If you’re one of my few readers who don’t follow open access developments elsewhere–and I’m guessing there aren’t many of you:
This is a very big and mostly good news day.
- The White House responded to the We the People petition on open access.
- The nature of the response is excellent, almost astonishing. Quoting from Dr. John Holdren’s response (the link above):
I have issued a memorandum today (.pdf) to Federal agencies that directs those with more than $100 million in research and development expenditures to develop plans to make the results of federally-funded research publically available free of charge within 12 months after original publication. As you pointed out, the public access policy adopted by the National Institutes of Health has been a great success. And while this new policy call does not insist that every agency copy the NIH approach exactly, it does ensure that similar policies will appear across government.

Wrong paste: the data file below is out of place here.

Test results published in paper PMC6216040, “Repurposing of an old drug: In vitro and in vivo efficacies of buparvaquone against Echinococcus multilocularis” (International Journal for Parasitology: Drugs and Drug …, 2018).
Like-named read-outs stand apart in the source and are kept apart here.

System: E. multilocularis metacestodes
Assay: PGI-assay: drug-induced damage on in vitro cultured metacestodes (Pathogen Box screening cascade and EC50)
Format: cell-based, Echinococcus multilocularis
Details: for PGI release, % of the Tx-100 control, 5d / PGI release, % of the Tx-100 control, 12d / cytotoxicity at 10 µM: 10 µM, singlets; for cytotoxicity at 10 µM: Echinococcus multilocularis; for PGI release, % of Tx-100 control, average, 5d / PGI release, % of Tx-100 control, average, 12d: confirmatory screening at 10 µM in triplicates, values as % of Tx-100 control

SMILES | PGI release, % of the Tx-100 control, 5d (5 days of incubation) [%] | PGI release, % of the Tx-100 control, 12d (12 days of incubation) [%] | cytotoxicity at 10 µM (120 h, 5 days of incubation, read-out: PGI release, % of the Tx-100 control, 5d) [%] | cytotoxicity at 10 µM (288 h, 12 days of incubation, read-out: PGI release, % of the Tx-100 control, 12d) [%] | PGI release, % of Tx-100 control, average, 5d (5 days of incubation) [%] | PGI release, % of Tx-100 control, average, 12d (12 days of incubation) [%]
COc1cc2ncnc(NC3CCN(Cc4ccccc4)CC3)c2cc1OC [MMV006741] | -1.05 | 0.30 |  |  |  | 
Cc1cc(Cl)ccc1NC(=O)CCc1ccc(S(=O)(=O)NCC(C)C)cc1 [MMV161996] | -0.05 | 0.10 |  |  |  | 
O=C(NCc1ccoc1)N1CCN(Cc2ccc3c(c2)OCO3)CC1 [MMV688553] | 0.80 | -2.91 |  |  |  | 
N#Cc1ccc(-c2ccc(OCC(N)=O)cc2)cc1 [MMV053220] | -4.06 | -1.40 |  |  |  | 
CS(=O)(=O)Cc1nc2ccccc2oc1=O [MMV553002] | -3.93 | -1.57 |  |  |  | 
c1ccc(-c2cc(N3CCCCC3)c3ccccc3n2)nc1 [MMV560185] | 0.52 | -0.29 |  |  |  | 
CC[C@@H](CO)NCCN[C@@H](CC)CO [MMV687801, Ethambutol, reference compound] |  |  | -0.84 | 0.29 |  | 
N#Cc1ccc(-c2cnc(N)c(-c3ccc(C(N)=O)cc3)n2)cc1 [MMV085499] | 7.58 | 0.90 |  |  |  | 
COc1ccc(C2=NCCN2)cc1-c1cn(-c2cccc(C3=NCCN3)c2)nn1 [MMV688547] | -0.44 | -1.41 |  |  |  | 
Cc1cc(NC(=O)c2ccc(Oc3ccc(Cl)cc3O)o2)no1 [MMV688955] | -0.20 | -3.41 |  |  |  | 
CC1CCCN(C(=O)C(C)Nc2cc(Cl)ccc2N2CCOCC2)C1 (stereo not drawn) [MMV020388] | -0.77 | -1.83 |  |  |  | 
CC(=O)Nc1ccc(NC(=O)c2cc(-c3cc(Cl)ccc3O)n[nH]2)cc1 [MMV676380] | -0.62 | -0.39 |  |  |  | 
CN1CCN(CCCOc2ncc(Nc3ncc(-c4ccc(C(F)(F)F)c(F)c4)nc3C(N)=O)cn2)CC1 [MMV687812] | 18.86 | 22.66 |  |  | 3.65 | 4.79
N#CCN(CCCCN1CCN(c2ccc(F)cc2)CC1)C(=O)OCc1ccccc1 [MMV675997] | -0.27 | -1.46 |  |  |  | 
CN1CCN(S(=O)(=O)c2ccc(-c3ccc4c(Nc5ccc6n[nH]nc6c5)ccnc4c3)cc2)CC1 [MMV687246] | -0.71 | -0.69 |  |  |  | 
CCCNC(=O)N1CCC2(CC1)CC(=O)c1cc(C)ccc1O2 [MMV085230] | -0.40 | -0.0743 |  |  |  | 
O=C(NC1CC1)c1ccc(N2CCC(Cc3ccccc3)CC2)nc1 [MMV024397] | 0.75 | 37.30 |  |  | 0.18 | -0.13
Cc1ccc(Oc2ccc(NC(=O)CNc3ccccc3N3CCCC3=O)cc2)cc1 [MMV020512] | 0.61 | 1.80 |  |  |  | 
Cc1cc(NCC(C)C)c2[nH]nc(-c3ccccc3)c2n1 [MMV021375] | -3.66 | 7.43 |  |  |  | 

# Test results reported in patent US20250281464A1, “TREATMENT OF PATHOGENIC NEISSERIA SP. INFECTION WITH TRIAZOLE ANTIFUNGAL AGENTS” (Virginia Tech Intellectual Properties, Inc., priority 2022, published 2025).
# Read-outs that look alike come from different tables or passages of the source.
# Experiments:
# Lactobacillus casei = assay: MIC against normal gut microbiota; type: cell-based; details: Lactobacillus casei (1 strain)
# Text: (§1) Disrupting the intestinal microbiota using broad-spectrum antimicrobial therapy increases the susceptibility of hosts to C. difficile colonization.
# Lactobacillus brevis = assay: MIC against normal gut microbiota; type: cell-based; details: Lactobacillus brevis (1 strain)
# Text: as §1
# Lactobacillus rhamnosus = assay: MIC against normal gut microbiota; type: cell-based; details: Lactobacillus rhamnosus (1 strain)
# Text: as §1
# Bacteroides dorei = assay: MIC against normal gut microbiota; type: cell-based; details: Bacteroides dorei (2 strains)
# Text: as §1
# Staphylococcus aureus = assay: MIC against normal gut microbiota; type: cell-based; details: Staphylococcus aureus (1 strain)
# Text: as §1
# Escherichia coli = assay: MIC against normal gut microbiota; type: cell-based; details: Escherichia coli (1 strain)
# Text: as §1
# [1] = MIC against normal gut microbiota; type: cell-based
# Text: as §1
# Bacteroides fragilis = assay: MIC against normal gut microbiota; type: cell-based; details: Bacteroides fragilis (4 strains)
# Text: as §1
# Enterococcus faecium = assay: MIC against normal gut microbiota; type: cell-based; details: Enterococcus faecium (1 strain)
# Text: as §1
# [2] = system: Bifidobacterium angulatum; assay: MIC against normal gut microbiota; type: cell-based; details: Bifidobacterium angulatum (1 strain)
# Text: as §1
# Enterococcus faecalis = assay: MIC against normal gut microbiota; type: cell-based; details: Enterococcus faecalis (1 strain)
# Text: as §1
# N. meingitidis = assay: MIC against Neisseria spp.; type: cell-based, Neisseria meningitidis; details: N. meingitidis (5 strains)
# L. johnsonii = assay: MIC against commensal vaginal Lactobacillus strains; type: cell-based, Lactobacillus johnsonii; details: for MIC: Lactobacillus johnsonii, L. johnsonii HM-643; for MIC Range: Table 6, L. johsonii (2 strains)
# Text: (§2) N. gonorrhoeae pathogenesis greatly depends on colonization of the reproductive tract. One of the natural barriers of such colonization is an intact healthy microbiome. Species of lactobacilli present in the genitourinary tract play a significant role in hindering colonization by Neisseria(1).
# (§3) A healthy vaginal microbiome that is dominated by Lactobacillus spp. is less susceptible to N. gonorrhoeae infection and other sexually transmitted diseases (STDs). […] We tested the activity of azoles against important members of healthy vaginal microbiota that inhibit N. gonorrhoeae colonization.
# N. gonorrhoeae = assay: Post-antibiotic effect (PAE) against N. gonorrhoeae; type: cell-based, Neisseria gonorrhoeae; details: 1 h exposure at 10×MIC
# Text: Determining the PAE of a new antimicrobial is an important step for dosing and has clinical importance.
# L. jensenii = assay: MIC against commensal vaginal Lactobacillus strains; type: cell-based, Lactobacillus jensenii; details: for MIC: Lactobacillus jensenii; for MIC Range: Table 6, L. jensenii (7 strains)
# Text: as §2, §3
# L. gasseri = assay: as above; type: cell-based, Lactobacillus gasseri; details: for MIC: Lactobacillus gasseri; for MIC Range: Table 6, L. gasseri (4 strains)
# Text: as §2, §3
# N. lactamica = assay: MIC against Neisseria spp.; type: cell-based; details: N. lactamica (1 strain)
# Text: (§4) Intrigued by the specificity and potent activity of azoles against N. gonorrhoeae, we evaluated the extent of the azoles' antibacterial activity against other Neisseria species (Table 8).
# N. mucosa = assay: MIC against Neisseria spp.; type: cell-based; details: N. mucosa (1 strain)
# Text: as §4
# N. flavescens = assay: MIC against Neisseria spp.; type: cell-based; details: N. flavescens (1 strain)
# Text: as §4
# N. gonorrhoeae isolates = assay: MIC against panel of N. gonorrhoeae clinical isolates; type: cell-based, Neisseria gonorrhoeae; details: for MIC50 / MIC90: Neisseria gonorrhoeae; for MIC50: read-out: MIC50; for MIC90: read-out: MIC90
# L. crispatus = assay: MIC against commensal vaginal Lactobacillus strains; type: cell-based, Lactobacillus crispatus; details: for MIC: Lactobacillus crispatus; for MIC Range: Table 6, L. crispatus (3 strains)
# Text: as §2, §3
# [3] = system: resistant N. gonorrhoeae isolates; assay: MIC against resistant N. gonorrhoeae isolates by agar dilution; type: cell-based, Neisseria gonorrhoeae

This is probably the biggest gain in OA since the NIH policy became law.
And there’s more (again quoting from the response):
In addition to addressing the issue of public access to scientific publications, the memorandum requires that agencies start to address the need to improve upon the management and sharing of scientific data produced with Federal funding.
That goes beyond free access to reports, to encourage open data–access to the actual data.
So why the mostly?
It’s good news. It’s very good news. But, as usual, it could always be better.
- I’ll suggest–as other more knowledgeable sorts are–that this does not mean FRPAA isn’t needed. This is an administration policy, subject to reversal by a new administration. FRPAA would be a law (also, to be sure, subject to reversal, but a little stronger).
- This memo (and NIH policy) allow for up to a one-year embargo. Ideally, there would be no embargo, or at most a six-month embargo. Delayed open access still delays progress.
But in this case, three-quarters of a loaf is most decidedly better than none!
You’ll have no trouble finding oodles of cheering, commentary and (I imagine) bitching & moaning from all the usual suspects. Meantime, it’s definitely a fine day for OA.